The text of this post makes it seem as though the book might be oriented a bit more credulously than the blog. I hope this is merely to sell the book to a wider audience. I have enjoyed this blog not only because of the forteana, but also because of the caution and agnosis with which you have approached it.
No no, you’ll never find a credulous word coming from my ever-faithful lips. In fact, there will be plenty in Magic, Mysticism and the Molecule that will appeal to the closet skeptic in all of us!
But all joking aside, I appreciate your observations about the tone I take on this blog (very much, actually), since undue credulity is something we see far too much these days. In addition to metaphysical analysis the likes of John Keel’s “The Mothman Prophecies,” in my book you’ll just as often see me references to scholars like Terrence Hines, author of “Pseudoscience and the Paranormal.” Similarly, before I attempted a valid argument pertaining to “entities” seen by users of entheogenic drugs, I consulted a variety of college textbooks pertaining to abnormal psychology, and have studied mental illness from cultures that include the Eskimos, the Yoruba tribe of Africa, and Hatian refugees. Then, to bridge the two fields of study, I observe psychological studies where psychedelic drugs like DMT were administered to schizophrenic patients in the 1950s.
These are just a few examples of the approach I like to take with my book, and I appreciate your concerns (since I’ve seen your insightful commentaries popping up a lot recently)! But rest assured, if there are attributes from this blog you’re hoping to see in Magic, Mysticism and the Molecule, I can at very least guarantee that you won’t be dissappointed in that category.
Have you tried using entheogenics yourself, Micah?
Though it may come as a surprise, I have not used entheogenic substances myself, though I obviously advocate their use in the capacity of mystical practices and self-discovery.
This is because such a knowledge base already exists regarding the effects of these substances. I had begun to feel that I might lose a degree of objectivity if I were to attempt to use them myself while writing the book, and then merely describe my own experiences (which many nonetheless advised that I do). The likes of Albert Hoffman, Terrence McKenna, and Daniel Pinchbeck have already provided so much of this sort of material, and to follow suit, in my opinion, would only have more clearly defined my potential bias toward the information I presented.
Much like Rick Strassman has done with his written works (he doesn’t disclose whether he has tried psychedelics, though I suspect he has), it is my hope that Magic, Mysticism and the Molecule will provide commentary on the nature of this strange phenomenon (that is, the use of entheogens) and how it relates to mystical practices in various cultures throughout the centuries. By maintaining a degree of objectivity in this way, I feel that the presentation remains pretty faithful to a journalistic analysis of the phenomenon, without becoming an overt advocate.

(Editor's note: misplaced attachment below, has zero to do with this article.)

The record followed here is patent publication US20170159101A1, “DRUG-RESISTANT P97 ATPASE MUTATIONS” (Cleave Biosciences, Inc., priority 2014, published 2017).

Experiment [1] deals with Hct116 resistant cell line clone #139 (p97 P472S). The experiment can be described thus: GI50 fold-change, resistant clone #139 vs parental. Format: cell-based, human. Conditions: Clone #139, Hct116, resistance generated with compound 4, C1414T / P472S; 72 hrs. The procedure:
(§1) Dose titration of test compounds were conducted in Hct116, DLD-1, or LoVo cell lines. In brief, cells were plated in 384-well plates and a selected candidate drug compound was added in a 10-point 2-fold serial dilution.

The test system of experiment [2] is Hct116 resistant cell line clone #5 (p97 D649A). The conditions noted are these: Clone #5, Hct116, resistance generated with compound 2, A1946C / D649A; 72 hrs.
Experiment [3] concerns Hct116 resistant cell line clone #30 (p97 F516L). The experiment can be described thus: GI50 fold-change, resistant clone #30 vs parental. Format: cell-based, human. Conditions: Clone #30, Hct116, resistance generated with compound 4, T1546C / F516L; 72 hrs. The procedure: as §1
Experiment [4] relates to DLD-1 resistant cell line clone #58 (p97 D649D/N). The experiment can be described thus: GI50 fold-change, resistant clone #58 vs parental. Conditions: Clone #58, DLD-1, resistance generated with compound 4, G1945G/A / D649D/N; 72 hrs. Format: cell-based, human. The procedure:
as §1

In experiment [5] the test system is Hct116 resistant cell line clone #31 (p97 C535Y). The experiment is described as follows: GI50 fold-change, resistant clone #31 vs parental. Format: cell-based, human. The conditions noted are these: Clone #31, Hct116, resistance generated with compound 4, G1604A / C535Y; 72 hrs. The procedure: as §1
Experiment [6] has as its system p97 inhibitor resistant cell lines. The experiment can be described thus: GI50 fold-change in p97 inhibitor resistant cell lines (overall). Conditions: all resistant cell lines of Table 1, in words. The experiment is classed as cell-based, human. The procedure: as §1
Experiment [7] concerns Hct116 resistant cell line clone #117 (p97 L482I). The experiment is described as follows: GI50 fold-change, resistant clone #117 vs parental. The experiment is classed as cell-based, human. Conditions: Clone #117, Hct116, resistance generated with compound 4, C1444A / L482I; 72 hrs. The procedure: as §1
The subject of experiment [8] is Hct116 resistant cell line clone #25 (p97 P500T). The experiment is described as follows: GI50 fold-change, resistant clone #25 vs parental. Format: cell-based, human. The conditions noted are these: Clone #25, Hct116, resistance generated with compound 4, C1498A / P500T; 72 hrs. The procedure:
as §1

How about you?
I think anyone can accept that as a very reasonable and professional approach.
Have I tried entheogenics? No. Like you, I respect their proper use when seen as tools that can help *some* people open avenues of self-discovery, and I despise fool-hardy recreational use.
But I think entheogenics are a path that might not be appropriate for everybody. As for me, I don’t think I could have the strength to survive such a strong blow to my psyche; I remain curious about it, but since I’m already a person with such a vivid imagination, I fear the drugs could turn it against me.
Maybe when I’m older, and a bit wiser 🙂
PS: Besides, there are times when I can ‘see’ very weird things.
Sometimes when I’m in bed with the lights out, I perceive strange whirls of “light”; these are explained as ‘entoptic visions’ by some, bt maybe there’s more to it.
I suspect my endocrinous DMT might already be higher than the usual person; so what would happen if a person with already-high DMT tries to increase it artificially? See now why I hesitate so much about the use of ‘power plants’?
Thanks RPJ! I had hoped most folks would share your understanding of my desire to maintain journalistic integrity (and speaking to the concerns expressed earlier by ENKI on this thread, going out and taking a bunch of drugs would certainly, in my view, have constituted a more credulous attitude toward my presentation, which I hope to avoid).
No less, there are many who have argued that my own abstinence from using entheogens devalues my arguments… and though the small plant featured on the cover of the book (with swirling entheogenic molecules hovering around it) is supposed to represent banisteriopsis cappi, a vine that grows in the Amazon used in the creation of DMT-rich ayahuasca, entheogens are only one third of the book’s focus.
Also, let me just say that I mirror your ideas regarding recreational drug use. Having recently spoken with a mystic friend of mine named Virato (who is now in his 70s, and has used many entheogens while traveling the world), he shares the opinion that if you’re happy as you are, don’t try powerful psychedelics. If, however, you feel that their use will enhance your own spiritual path (a subjective thing we must decide for ourselves), this should be done only with care and caution.
Thanks, as always, for your enlightening commentary, my friend! Hopefully others will share your all inclusive, yet probing perspectives. Only by asking questions can we come close to learning ultimate truth… whatever that may end up being!